Happy 75th Birthday, Donald Duck!

Happy 75th Birthday, Donald Duck!

It's hard to believe, but this week the perhaps not most famous, but truly most popular character in the Disney universe celebrated his 75th birthday. On June 9th, 1934, the Silly Symphony short “The Wise Little Hen” premiered, featuring one Donald Fauntleroy Duck, resplendent in his trademark sailor jacket and cap.

Donald Duck's debut in the 1934 "Silly Symphony" short “The Wise Little Hen”

No pants, naturally.

According to Leonard Maltin’s seminal history of pre-Renaissance animation Of Mice and Magic, Walt Disney himself created Donald. It was partly due to censorship. The spirit of the times had stripped out many of the negative qualities of Disney’s reigning character, Mickey Mouse. The problem was the public didn’t quite shine to Mr. Mouse as a generally nice guy, or at least not like they used to. When Mickey was first introduced, he used to spit, fight, shoot guns, drink and put his gloved paws all over Minnie. Not any more.

Then one day Disney heard one of his animators, one Clarence “Ducky” Nash, recite the poem “Mary Had A Little Lamb,” in the voice we now recognize as Donald’s. Sure said voice was barely intelligible, but as drawn by such Disney master designer Dick Lundy, Donald was rarely misunderstood. He was a feisty bugger, and his physical expressiveness insured all fans knew what he was thinking. He was always ready to put up his dukes and subsequently be clobbered. In “Little Wise Hen,” he would feign belly aches in order to get out of work. Eventually, realizing he had a great thing going, Disney teamed Donald up with Mickey and Goofy for some of their greatest work ever. Donald, naturally, was the spoiler, the one who inevitably got the trio in the most trouble.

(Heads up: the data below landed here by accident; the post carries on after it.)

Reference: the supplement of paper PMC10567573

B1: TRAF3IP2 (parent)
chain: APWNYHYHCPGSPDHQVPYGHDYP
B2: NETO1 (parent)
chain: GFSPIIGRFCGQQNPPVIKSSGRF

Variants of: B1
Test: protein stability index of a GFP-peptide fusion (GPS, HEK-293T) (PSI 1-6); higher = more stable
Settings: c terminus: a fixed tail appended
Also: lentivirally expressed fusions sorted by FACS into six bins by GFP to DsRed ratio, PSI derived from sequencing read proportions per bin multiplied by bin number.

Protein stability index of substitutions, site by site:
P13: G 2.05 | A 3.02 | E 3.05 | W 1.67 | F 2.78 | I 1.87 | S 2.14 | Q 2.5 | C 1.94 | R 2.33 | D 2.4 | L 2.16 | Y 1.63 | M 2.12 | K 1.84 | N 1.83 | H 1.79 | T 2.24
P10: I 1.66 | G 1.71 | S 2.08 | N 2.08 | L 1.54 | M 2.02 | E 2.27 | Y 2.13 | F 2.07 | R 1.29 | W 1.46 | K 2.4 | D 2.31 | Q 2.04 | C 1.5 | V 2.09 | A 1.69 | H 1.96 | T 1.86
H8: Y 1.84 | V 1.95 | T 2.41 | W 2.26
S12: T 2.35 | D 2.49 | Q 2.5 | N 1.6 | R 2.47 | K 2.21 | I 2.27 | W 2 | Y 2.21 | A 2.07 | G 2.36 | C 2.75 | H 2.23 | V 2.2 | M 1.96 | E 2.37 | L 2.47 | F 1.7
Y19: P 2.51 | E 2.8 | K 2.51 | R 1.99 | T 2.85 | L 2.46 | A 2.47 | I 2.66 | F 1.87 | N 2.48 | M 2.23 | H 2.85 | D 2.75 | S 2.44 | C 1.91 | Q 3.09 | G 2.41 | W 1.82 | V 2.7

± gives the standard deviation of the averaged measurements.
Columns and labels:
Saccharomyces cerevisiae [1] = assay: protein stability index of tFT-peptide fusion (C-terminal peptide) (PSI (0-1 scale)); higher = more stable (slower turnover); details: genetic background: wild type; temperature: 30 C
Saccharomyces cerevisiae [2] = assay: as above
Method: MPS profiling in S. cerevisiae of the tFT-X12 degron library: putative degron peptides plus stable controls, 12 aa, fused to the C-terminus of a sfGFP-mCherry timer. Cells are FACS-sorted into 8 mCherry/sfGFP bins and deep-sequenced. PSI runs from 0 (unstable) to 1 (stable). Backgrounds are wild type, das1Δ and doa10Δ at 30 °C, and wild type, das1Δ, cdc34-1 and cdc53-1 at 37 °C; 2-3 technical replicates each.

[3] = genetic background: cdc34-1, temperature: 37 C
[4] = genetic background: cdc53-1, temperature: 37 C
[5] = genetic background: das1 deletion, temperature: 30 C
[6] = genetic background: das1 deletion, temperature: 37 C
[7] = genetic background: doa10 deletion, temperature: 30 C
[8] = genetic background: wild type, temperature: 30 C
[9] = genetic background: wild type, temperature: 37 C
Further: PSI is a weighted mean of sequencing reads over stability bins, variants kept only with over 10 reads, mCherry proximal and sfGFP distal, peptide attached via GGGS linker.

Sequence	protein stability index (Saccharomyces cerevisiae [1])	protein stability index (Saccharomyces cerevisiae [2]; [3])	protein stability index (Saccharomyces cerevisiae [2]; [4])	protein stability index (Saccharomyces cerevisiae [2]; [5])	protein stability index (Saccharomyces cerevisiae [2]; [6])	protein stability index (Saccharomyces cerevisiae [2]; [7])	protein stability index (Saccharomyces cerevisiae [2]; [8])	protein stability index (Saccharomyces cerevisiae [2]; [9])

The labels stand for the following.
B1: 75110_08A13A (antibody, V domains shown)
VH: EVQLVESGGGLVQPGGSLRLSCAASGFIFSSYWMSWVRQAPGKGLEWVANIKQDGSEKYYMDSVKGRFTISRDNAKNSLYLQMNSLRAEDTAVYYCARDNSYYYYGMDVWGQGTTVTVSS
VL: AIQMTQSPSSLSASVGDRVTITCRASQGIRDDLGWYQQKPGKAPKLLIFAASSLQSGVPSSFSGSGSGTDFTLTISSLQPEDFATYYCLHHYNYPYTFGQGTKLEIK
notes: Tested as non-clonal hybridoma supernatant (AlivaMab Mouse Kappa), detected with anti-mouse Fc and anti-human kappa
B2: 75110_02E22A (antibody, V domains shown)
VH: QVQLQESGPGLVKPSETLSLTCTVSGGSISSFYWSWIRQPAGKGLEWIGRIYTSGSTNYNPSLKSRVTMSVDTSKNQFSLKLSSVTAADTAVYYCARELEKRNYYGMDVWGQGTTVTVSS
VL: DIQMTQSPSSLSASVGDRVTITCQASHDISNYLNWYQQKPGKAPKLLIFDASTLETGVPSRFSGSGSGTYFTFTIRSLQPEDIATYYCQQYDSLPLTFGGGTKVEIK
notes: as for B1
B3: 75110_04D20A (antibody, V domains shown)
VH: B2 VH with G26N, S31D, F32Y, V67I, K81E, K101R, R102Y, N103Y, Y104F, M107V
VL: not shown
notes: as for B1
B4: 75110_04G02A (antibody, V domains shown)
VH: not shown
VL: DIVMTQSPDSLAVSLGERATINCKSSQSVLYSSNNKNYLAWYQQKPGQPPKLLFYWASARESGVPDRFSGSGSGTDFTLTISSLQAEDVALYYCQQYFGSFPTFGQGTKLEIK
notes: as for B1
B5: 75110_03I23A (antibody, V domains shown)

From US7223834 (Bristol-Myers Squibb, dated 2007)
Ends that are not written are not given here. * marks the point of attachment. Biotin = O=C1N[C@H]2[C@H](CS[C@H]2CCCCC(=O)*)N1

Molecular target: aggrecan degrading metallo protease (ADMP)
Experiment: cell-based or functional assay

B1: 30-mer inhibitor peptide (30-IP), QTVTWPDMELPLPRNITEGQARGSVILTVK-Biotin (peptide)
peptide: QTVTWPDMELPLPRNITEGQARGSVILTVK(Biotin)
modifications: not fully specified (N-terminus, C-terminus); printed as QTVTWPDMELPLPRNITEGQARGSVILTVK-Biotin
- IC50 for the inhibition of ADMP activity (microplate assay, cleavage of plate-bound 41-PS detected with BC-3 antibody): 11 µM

The fans loved it. It wasn’t long before Donald would star in his own series of shorts. His popularity grew so much he actually appeared in over 50 shorts before 1941.

From there, it wasn’t long before the Duck moved on to movies. His first feature film appearance was a cameo part in the film The Reluctant Dragon (1941). From there he starred in the WW II propaganda films Saludos Amigos (1942) and Three Caballeros (1944). He also did his patriotic duty in such shorts as “Der Fuhrer’s Face.”

Still, his image was starting to soften. He started being the butt of a lot of jokes, rather than the center of them. By the 1950s, he was being plagued by the likes of Chip’n Dale, Humphrey the Bear, even his own nephews — Huey, Dewey & Louie — who would at one moment confess their love for their “Unca Donald” and the next make his life pure hell. From there, the animators at the Magic Kingdom would torture Donald in a series of “educational” films.

But here’s the kicker. Donald would star in “golden age” Disney shorts up until 1961. Mickey’s last was in 1953. Maybe starring in Mickey Mouse Club kept him too busy.

There is one other key difference between the Mouse and the Duck. Starting in 1938 with the animated introduction of the Nephews, a universe of duck characters started to surround Donald. More interestingly, Huey, Dewey, and Louie were actually first conceived for a Disney comic book by legendary artist Al Taliaferro. Taliaferro also introduced Donald’s main love interest, Daisy Duck.

Things though really kicked into overdrive when Carl Barks started doing Duck comics. Donald wound up with a permanent home, Duckberg. He also wound up with friends and enemies ranging from Gyro Gearloose, the Beagle Boys, and many more. Of course, the biggest creations were Donald’s uncle Scrooge McDuck and Ludwig von Drake, but that’s a whole other story. Still, this ducky universe would have its eventual effect on television.

When Disney would launch its critical Disney Afternoon block of programs, the initial cornerstone of the four-show block would be Duck Tales. True, Donald only made a cameo appearance in the series pilot. It really starred Scrooge and the Nephews, but his presence was always felt. Eventually he would be back in a later series, Quack Pack, which was pretty entertaining in its own right.

The original "The Donald" is still pretty active to this day. Yes, he’s back to playing a supporting role in Mickey’s House of Mouse, but he’s still there, cutting it up and getting into trouble.

Then again we true fans know who’s the real star of that show. It’s only a matter of time before the Powers-that-Be at Disney remember who was really their #1 character as far back as 1938 and we'll all be properly rewarded.

That’s as it should be.

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